When transplanted Texan Bob Seton arrives in Lawrence, Kansas he finds much to like about the place, especially Mary McCloud, daughter of the local banker. Politics is in the air however. ... See full summary »
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John Middleton is investigating cattle rustling when he is captured and tossed into a cave with Emmett, a rancher who disappeared earlier. They help each other escape and learn that a local... See full summary »
Robert N. Bradbury
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In 1889 pioneers race ahead of the law to claim free land in Oklahoma, forming wide-open towns. In one such, citizens elect Milt Dawson to challenge the self-appointed rule of gambler Ace ... See full summary »
When transplanted Texan Bob Seton arrives in Lawrence, Kansas he finds much to like about the place, especially Mary McCloud, daughter of the local banker. Politics is in the air however. It's just prior to the civil war and there is already a sharp division in the Territory as to whether it will remain slave-free. When he gets the opportunity to run for marshal, Seton finds himself running against the respected local schoolteacher, William Cantrell. Not is what it seems however. While acting as the upstanding citizen in public, Cantrell is dangerously ambitious and is prepared to do anything to make his mark, and his fortune, on the Territory. When he loses the race for marshal, he forms a group of raiders who run guns into the territory and rob and terrorize settlers throughout the territory. Eventually donning Confederate uniforms, it is left to Seton and the good citizens of Lawrence to face Cantrell and his raiders in one final clash. Written by
The character of Will Cantrell is loosely based on the real life Confederate guerrilla leader William Quantrill. Like Cantrell, Quantrill was born in Ohio, taught school in Lawrence, Kansas, became a guerrilla fighter on the Confederate side and burned Lawrence to the ground. However, the Confederacy eventually distanced itself from him and later revoked his commission and disowned him, because of his band's propensity for executing prisoners, massacring civilians, looting and raping. The real Quantrill died at the ripe old age of 27--not at the hands of "Bob Seton" but during an ambush by a Union cavalry unit, in which a Union cavalryman caught up to a fleeing Quantrill, whipped out his saber and cut off Quantrill's head. See more »
Throughout the film, Colt Single Action Army revolvers (commonly known as Peacemakers) are used by various actors including John Wayne, Roy Rogers, and George 'Gabby' Hayes. This revolver was not produced until the 1870s. The film is set in the late 1850s and 1860s. See more »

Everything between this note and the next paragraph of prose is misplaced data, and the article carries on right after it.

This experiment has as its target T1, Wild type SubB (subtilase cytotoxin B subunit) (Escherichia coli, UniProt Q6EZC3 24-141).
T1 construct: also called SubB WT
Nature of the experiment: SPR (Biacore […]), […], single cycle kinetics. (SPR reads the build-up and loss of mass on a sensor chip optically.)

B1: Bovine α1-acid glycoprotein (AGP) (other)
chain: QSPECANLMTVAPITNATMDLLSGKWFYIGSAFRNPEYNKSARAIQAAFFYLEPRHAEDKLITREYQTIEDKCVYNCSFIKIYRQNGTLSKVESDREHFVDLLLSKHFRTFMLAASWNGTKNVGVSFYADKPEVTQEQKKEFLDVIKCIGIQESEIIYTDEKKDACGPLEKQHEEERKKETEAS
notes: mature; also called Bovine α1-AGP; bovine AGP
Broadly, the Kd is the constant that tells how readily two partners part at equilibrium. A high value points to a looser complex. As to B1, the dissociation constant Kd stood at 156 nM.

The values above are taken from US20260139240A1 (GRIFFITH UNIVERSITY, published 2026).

Bob 'Shortcut' Seton:
Folks, it's true. I don't know much about the law. Ain't had much book learning. But the good Lord gave me a nose for smelling a horse thief a mile off. And what you need in these parts is a marshal that's better at smelling than spelling.
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John Wayne's first "A" film at Republic is a good story carried by a strong cast. One year after Stagecoach, he still takes second billing after Claire Trevor in their third of four pairings together. They worked extremely well together, and remained close friends for the rest of their lives. Walter Pigeon is given the part of the heavy, Roy Rogers gives the finest acting performance of his entire career, and veteran character actors Gabby Hayes and Marjorie Main round out the cast. Veteran director Raoul Walsh keeps the story moving and gives emotional depth to the characters that was unusual for Republic films at the time.
Set in pre-Civil War Kansas, when both Northerners and Southerners were scrambling to settle Kansas and decide its political position on slavery, the story revolves around an uneducated Texas cowboy, Bob Seton (Wayne), who finds himself in conflict with local schoolteacher Will Cantrell (Pidgeon) over both the job of Marshall in Lawrence, Kansas, and the hand of the local Southern banker's daughter, Miss Mary McCloud (Trevor). When Seton appears to have won not only the job, but also Mary's heart, Cantrell decides that the way to power lies through lawlessness, and forms a band of freebooters who ravage both Northern and Southern settlements, causing destruction and terror in Kansas.
While the film is not totally historically accurate, it does do a good job of portraying the viciousness and ruthlessness of pre-Civil War Kansas. It is told from the Northern point of view, and is a nice contrast to Errol Flynn's Santa Fe Trail, which came out the same year (1940) and portrays similar events in "bleeding Kansas" from a Southern point of view.
Part-Western, part-Civil War movie, Dark Command is one of Wayne's best early starring roles. Fans of his, or of the genre's will not be disappointed.
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